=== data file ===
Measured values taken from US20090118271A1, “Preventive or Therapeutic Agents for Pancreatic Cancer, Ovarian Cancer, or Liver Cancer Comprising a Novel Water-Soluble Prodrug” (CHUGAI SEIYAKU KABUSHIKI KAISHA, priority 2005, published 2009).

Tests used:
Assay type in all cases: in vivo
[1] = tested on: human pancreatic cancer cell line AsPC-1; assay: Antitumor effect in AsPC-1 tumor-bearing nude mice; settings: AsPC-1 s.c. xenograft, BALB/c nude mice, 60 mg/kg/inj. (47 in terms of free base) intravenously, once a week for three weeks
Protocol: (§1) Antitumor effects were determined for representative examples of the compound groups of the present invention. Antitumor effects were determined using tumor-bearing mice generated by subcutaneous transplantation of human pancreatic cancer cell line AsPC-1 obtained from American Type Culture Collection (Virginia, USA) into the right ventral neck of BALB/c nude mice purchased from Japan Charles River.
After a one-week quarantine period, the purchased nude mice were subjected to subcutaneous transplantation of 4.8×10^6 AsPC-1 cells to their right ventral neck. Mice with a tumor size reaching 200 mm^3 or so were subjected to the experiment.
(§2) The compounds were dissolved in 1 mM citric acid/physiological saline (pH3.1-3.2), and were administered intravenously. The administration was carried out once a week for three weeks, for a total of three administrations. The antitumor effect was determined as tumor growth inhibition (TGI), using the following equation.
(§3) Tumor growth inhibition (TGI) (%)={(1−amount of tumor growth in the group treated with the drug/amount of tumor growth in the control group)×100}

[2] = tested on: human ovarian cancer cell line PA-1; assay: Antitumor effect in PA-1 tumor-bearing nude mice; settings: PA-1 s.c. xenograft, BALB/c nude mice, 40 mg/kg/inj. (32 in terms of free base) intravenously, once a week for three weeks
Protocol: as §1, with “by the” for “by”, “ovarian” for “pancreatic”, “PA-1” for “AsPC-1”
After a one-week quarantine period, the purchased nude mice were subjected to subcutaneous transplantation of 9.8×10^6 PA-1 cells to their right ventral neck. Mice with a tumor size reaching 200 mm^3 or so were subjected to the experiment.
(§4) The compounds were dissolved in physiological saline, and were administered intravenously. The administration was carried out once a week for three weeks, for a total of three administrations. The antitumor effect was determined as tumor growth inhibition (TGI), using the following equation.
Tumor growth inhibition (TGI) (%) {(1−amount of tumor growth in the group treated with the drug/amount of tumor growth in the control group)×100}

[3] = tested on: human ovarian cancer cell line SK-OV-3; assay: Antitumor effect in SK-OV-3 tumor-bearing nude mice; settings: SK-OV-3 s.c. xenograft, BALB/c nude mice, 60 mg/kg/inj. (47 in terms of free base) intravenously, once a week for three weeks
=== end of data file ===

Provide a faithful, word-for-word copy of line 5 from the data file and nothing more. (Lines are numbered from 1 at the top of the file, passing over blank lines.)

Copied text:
Protocol: (§1) Antitumor effects were determined for representative examples of the compound groups of the present invention. Antitumor effects were determined using tumor-bearing mice generated by subcutaneous transplantation of human pancreatic cancer cell line AsPC-1 obtained from American Type Culture Collection (Virginia, USA) into the right ventral neck of BALB/c nude mice purchased from Japan Charles River.